> - used AWK to convert the data for use with my SunCore interpreter
>

What is this SunCore of which you speak?  Dr. Google reports too many
confounds.

> This all worked very well, but some real pain was involved when her
>

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```* [TUHS] Re: Nice video with Brian Kernighan
2022-08-21 15:09     ` John Cowan
@ 2022-08-21 15:41       ` Clem Cole
2022-08-22  2:49         ` John Cowan
2022-08-21 20:07       ` Rich Morin
From: Clem Cole @ 2022-08-21 15:41 UTC (permalink / raw)
To: John Cowan; +Cc: TUHS main list

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On Sun, Aug 21, 2022 at 11:11 AM John Cowan <cowan@ccil.org> wrote:

> Nowadays, of course, awk is actually more readily available than Fortran.
>
> Becare of a statement/thinking like that.   While you and I might not
program with it, I can show you some interesting usage graphs.   Simply
over 90% of all supercomputer cycles are still Fortran (why - because the
Math has not changed - *a.k.a.* Cole's law).  Plus Fortran2018 is not the
language Rich and I learned in the 1960s and 1970s.  Also remember that
there are multiple extremely good commercial (production quality)
everything from Windows to Linux to macOS [as I like to say - I don't
program in it, but FTN has paid my salary pretty much my mine entire 55+
years in the biz and make damned sure my OS and my systems run programs
compiled with it really well].  If you are interested, here is a pointer to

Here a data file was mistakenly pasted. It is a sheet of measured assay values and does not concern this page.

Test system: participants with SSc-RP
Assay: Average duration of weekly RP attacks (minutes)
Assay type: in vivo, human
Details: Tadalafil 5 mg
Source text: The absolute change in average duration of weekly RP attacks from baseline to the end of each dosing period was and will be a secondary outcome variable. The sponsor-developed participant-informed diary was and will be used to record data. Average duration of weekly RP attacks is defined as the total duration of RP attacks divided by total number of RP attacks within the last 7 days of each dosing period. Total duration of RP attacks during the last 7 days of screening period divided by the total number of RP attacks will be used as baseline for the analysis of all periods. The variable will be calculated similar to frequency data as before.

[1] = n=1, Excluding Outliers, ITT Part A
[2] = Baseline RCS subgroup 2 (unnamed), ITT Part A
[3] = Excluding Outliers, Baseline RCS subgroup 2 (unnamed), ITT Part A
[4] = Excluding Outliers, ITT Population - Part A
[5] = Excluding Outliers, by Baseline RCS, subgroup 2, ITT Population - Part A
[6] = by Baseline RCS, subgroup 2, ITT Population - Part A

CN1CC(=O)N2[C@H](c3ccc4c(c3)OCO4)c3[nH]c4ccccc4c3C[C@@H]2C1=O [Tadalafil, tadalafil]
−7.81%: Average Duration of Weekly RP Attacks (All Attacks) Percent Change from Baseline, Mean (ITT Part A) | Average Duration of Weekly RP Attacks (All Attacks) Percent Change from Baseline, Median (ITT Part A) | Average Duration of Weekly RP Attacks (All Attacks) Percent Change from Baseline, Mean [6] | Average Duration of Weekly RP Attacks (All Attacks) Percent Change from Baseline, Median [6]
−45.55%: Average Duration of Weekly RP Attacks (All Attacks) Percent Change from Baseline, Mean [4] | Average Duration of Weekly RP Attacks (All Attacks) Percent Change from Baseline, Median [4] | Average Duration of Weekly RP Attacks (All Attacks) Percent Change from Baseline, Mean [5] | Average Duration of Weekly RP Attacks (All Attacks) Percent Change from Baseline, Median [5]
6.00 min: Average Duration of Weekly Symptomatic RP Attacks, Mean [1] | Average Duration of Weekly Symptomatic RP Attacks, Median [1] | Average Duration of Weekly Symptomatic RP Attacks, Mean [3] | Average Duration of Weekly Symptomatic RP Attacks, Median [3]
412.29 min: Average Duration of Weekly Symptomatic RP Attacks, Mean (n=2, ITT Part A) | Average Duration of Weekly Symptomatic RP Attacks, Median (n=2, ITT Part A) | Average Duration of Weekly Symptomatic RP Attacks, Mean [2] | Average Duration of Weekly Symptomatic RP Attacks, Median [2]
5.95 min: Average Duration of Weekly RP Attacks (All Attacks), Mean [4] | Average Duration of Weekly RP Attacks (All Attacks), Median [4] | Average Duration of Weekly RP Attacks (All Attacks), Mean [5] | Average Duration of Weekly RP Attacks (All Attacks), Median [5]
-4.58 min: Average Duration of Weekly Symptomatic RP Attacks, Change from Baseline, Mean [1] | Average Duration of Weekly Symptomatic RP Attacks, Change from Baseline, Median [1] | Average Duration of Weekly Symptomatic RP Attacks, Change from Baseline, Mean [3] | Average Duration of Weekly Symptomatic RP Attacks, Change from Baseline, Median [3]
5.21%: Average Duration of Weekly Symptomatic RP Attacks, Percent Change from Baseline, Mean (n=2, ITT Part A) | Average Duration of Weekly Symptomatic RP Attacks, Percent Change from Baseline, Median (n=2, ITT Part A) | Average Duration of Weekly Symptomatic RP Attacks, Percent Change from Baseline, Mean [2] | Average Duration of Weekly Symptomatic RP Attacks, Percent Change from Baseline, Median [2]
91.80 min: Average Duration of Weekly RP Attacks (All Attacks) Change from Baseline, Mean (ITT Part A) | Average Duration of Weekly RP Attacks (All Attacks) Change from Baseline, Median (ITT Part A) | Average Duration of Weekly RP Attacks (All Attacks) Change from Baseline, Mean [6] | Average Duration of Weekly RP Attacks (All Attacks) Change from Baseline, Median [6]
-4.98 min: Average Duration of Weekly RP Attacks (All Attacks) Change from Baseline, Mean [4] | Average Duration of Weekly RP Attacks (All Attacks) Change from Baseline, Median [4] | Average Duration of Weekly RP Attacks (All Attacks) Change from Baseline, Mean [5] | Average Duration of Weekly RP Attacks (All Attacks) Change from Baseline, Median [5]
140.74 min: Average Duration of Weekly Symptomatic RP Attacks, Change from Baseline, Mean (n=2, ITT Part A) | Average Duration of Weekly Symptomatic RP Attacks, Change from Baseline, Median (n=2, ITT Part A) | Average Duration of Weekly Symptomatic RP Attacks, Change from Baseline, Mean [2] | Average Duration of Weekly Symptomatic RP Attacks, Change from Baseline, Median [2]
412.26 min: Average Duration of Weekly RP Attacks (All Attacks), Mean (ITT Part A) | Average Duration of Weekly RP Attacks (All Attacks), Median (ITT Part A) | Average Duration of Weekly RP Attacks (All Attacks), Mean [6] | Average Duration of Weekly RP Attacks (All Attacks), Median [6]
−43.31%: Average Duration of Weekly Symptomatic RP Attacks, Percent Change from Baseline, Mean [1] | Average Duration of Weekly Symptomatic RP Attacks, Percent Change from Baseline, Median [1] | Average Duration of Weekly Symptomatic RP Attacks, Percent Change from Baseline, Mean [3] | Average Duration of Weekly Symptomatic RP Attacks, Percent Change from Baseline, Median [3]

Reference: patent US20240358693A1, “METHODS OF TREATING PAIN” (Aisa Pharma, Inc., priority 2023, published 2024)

which has the DNA from the old DEC compilers ground up and injected into
BTW [note you will need to download the free C/C++ compiler too which
contains the runtimes libraries that Fortran uses and shares].  While its
Fortran 2018, it will even compile 'dust decks Fortran-IV' - fixed format
too.   Programs like Adventure 'just work' (are actually part of the test
suite).    FWIW: I believe the Portland Group's compilers were/are also
freely available and maybe IBM's also but I have not tried to get them in a
few years.

BTW:  I have a young Mech E professor friend teaching/doing research @ an
infamous engineering school here in the Boston area.  He got his PhD about
5-6 years ago at another infamous school in the midwest.   What are all his
students using for their research? (which is thermal properties of
materials - trying to get the heat out our Si we can run them faster
without them melting). It is all Fortran, with a little bit of Numpy
(running on their Macs) to prep the data, but anything that matters runs on
the clusters in is Fortran.
ᐧ

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```* [TUHS] Re: Nice video with Brian Kernighan
2022-08-21 15:09     ` John Cowan
2022-08-21 15:41       ` Clem Cole
@ 2022-08-21 20:07       ` Rich Morin